Pound Jumps as Draft Post-Brexit Agreement Signals Deep Ties
(Bloomberg) -- The pound jumped as a draft accord between the U.K. and European Union backed a free-trade pact and close cooperation after Brexit.
Sterling gained more than 1 percent to a one-week high after the declaration removed some uncertainty about the relationship after the U.K. leaves the bloc, its largest trading partner. The statement on futures ties, being negotiated ahead of an EU summit on Sunday to sign off on a Brexit deal, also makes clear that both sides have a "determination" to replace the contentious backstop to avoid a hard border with Ireland.
“Headlines seem to be ticking the right box with regard to FX sentiment, talking about free trade,” said Stuart Bennett, head of Group-of-10 currency strategy at Banco Santander SA.
Still, the news is not enough to erase doubts about whether the divorce agreement will be approved by lawmakers in the House of Commons during December.
“The vote in parliament is still the main challenge,” said Mikael Olai Milhoj, an analyst at Danske Bank. Neil Jones, head of hedge fund currency sales at Mizuho Bank, said investors were taking advantage of the rally and selling sterling as they remain skeptical of the prospects for the parliamentary vote.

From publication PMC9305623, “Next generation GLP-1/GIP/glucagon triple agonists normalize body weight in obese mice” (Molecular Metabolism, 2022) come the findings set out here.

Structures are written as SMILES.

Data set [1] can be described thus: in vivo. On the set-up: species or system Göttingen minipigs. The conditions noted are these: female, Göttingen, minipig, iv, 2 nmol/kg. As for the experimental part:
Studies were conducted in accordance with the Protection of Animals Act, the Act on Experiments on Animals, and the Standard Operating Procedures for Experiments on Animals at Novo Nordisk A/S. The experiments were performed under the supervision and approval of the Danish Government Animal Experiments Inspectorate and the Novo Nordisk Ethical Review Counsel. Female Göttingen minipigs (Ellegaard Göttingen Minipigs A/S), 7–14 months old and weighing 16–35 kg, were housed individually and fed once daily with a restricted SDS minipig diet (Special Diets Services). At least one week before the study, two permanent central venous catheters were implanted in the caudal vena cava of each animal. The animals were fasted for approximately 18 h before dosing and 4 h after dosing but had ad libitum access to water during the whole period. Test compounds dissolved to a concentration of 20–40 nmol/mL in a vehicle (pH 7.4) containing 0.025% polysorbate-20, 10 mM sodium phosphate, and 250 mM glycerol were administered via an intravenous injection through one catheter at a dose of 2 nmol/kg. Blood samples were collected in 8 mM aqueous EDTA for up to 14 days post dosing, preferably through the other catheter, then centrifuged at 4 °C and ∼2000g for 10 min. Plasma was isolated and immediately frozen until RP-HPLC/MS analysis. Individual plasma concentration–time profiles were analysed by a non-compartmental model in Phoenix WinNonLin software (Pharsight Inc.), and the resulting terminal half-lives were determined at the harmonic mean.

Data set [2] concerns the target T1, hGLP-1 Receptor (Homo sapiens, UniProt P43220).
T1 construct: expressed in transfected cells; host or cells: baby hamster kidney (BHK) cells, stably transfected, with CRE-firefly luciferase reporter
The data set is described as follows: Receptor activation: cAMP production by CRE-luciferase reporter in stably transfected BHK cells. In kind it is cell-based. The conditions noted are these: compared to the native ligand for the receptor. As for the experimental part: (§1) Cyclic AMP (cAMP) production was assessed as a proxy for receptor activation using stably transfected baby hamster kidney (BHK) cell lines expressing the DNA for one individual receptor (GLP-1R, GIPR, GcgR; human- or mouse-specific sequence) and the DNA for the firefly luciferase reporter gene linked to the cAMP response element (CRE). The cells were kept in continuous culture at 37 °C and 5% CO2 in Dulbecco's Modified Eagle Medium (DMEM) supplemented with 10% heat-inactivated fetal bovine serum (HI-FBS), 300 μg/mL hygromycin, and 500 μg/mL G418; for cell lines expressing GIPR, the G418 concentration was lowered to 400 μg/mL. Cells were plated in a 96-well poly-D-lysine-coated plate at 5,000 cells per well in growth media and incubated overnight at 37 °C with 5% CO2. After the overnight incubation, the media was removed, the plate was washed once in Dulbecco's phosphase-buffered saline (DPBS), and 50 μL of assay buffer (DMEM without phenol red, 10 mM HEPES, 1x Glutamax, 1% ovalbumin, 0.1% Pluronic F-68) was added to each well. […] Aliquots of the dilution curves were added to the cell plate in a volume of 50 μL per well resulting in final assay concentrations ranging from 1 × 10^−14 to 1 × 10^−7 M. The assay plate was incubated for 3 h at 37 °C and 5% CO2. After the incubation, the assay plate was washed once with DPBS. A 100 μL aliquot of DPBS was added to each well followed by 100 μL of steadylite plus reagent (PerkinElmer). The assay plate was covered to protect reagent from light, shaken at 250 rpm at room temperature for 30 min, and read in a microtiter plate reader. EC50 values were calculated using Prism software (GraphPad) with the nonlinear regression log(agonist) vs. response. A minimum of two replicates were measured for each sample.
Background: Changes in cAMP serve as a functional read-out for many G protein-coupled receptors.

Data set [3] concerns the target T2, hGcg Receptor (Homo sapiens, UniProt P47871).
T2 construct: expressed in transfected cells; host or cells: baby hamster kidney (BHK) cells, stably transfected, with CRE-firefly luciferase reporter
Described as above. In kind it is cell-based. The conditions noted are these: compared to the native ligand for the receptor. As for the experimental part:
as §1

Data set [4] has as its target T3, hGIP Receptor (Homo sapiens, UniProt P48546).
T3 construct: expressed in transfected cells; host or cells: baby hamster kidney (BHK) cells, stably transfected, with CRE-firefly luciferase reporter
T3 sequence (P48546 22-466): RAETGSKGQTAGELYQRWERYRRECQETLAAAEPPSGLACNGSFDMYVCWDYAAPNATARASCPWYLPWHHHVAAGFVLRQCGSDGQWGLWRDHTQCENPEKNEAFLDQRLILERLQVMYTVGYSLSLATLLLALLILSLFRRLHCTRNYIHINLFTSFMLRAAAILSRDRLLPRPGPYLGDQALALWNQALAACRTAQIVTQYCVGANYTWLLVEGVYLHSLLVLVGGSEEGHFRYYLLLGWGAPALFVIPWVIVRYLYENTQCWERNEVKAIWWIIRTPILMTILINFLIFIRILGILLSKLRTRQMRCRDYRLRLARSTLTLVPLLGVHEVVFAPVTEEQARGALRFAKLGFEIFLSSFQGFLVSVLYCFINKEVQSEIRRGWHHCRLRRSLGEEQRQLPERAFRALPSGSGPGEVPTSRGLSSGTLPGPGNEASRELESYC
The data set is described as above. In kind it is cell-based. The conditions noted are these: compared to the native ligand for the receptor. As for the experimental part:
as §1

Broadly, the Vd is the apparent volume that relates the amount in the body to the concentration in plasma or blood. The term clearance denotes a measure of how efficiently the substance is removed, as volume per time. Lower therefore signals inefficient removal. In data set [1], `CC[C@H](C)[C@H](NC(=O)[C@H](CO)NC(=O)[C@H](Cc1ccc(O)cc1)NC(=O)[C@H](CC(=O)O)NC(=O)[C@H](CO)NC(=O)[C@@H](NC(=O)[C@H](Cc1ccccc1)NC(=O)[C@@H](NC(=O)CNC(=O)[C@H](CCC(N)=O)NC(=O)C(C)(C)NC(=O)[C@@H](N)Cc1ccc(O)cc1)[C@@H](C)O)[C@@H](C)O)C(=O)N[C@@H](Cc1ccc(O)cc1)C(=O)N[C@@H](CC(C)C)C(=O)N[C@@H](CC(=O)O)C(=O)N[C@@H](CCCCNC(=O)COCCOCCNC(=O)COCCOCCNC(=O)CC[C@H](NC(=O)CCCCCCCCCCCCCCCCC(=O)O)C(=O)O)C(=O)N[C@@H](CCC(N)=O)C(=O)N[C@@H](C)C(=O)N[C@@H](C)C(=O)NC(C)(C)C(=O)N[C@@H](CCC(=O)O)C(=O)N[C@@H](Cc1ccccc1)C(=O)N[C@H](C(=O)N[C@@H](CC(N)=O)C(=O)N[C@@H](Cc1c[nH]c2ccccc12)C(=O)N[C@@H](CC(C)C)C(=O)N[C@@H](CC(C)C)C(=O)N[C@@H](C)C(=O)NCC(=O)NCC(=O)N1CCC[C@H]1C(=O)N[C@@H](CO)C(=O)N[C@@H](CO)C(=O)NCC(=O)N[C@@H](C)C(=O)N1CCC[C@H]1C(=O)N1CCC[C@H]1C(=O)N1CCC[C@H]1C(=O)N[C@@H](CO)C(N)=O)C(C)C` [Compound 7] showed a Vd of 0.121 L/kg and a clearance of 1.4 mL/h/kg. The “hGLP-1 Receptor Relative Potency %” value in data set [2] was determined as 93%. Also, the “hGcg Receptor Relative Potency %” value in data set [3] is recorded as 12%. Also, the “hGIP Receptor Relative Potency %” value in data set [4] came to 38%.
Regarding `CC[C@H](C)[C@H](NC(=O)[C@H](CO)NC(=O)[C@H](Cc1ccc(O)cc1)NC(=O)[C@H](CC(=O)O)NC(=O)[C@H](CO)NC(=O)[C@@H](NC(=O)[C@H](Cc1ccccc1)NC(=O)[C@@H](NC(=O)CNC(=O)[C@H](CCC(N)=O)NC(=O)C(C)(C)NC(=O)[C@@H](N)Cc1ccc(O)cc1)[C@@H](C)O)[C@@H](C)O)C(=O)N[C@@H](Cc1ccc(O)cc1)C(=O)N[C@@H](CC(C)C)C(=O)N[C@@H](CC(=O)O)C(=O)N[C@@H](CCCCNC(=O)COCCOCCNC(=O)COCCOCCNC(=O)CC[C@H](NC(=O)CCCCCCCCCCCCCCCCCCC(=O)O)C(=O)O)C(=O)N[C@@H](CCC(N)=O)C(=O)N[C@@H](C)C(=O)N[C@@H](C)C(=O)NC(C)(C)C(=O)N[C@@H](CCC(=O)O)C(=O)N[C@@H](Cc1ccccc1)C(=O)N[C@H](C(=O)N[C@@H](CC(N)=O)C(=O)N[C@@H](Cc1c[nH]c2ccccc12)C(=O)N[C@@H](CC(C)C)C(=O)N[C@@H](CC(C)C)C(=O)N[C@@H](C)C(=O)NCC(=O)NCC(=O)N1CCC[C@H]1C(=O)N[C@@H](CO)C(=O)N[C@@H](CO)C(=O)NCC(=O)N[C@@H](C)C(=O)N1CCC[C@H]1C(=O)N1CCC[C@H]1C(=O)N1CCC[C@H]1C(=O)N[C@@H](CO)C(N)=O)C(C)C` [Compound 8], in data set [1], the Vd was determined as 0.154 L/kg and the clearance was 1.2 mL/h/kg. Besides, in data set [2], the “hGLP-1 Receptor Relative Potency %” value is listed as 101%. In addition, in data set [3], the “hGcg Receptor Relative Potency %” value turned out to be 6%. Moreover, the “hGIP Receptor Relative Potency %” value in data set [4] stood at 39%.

The pound rose as much as 1.2 percent to $1.2927, its strongest level since Nov. 15, and was trading at $1.2870 as of 12:18 p.m. London time. It gained 0.6 percent to 88.59 pence per euro. U.K. government bonds fell, with the 10-year yield rising three basis points to 1.42 percent, while the benchmark FTSE 100 Index dropped 1 percent.
In an indication of the fragility of any gains in the currency, the pound briefly pared most of Thursday’s gains after the EU said some Brexit issues have yet to be resolved.
U.K. Prime Minister Theresa May, who has taken over the final round of Brexit negotiations, is aiming to please rebels in her party and Northern Ireland’s Democratic Unionist Party, which she relies on for her parliamentary majority. Brexit-supporting lawmakers have opposed language in the draft divorce deal on a fallback arrangement for the Irish border, raising the risk Parliament will vote against it next month.
"‘Determination’ to replace the backstop seems targeted at the DUP," said Bennett. “If they are convinced by the statement they could fall back in line and decide to vote for the agreement in December.”
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